The first step is to improve public transportation: make it reliable, convert fuel-guzzling trains and buses to electric. Bus routes should be added and timed to coordinate with the train schedule. Funding can come in federal grants, or in bonds. Once a reliable transportation system is in place, we can offset the costs by applying carbon pricing to carbon-emitting vehicles, so that it is more affordable, and environmentally friendly, to take public transportation.
I have over thirty years of small business experience having worked in the construction industry and in real estate. The construction company specialized in underground utilities which has proven useful in working on ways to improve safety following the natural gas explosions that occurred in Lawrence and Andover. It has also proved helpful in addressing the tens of thousands of natural gas leaks that are dangerous and harmful to the environment. I've created hundreds of jobs in the process.
My first priority will be to get businesses up and running again so that we can get our economy back on track. This will create jobs and help alleviate our terribly high unemployment rate. This in turn will return tax revenues to where they were before the pandemic hit. Secondly, I want to push for infrastructure improvements that will create jobs, reduce congestion, and reduce emissions. This should also include water & sewer upgrades that will protect drinking water and the Merrimack River.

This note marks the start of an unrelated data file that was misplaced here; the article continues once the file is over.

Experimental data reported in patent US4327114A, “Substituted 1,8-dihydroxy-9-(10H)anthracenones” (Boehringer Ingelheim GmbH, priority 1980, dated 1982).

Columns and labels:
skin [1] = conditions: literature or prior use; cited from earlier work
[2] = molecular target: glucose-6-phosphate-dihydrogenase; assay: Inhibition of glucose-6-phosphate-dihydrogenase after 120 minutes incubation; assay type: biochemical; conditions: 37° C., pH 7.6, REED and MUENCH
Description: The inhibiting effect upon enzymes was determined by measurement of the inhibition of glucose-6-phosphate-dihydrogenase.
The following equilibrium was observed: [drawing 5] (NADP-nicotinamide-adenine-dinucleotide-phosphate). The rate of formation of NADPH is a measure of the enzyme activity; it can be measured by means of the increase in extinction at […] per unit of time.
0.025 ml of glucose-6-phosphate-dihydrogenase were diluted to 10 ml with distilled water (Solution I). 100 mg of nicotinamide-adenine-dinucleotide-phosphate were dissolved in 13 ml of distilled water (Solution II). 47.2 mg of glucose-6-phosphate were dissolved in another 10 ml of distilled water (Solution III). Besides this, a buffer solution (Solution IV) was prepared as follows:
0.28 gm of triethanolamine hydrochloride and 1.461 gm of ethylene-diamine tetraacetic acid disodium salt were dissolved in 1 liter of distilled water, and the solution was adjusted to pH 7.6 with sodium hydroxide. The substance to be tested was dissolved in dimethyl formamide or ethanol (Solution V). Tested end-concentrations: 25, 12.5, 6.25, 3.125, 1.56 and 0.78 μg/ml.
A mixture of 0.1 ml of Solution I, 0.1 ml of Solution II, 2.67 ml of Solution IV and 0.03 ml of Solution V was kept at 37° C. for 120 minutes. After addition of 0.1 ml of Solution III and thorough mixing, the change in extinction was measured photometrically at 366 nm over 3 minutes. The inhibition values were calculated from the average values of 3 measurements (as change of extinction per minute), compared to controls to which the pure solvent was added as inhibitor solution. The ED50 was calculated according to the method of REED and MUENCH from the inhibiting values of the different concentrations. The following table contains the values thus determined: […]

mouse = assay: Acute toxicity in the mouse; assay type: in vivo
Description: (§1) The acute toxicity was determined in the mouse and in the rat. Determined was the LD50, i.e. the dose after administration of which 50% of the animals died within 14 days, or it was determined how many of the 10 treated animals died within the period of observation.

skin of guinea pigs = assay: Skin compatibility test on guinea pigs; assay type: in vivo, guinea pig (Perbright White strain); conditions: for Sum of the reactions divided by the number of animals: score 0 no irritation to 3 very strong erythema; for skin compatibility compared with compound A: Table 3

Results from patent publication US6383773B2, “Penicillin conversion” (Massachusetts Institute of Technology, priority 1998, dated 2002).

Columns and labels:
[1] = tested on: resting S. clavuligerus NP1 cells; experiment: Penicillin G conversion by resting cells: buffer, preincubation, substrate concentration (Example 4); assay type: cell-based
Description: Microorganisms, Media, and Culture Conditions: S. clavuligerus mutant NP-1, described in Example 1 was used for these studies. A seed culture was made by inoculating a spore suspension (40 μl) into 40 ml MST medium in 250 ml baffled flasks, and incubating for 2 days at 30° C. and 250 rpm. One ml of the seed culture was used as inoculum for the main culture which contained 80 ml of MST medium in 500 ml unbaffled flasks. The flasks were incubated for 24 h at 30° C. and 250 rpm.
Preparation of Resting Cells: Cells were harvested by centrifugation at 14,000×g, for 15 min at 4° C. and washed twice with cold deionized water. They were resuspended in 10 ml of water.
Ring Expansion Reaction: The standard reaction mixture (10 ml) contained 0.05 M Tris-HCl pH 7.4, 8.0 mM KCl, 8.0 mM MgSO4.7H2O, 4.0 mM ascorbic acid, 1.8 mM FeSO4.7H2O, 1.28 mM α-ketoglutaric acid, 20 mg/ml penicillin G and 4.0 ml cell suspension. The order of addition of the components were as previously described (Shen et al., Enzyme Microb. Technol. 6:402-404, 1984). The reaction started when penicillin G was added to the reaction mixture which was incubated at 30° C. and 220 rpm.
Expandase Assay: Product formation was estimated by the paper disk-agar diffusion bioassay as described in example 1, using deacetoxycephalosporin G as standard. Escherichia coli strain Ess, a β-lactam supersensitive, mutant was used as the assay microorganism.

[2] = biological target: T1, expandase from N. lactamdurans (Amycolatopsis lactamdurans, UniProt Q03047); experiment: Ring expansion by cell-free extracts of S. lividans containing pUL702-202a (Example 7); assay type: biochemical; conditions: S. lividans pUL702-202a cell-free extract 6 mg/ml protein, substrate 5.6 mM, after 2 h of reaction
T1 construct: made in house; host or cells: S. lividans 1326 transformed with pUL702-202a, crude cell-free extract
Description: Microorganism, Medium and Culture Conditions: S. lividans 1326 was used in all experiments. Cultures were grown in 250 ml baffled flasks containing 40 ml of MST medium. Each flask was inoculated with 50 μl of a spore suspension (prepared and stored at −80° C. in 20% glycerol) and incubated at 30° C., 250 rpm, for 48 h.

The state budget is full of waste and inefficiencies that should be addressed immediately so that we can balance our budget without raising taxes or cutting funding for crucial services. For instance, we spend 3 to 4 times the national average for every mile of road and addressing this will free up money for where it's needed. We should also join neighboring states in legalizing sports betting and make it easier for businesses to operate and grow.
We should make it easier for property owners in our cities to convert old buildings into housing. Incentives for programs like 40R should be improved so that more housing is built in existing cities and near existing public transportation. This helps people live in places where cars are less needed, resulting in less traffic and congestion. This is better than 40B which allows inappropriate developments in small towns. More supply of housing will result in more affordable prices and rents.
Modernizing public transportation with newer subway cars, buses, etc. will improve it and get more people to use it. More usage will result in more revenues which can be put back into these improvements. We should also increase and improve public/private partnerships for things like advertising and food services in or near public transportation. Electrifying buses and trains will reduce emissions while improving living standards for those living in cities.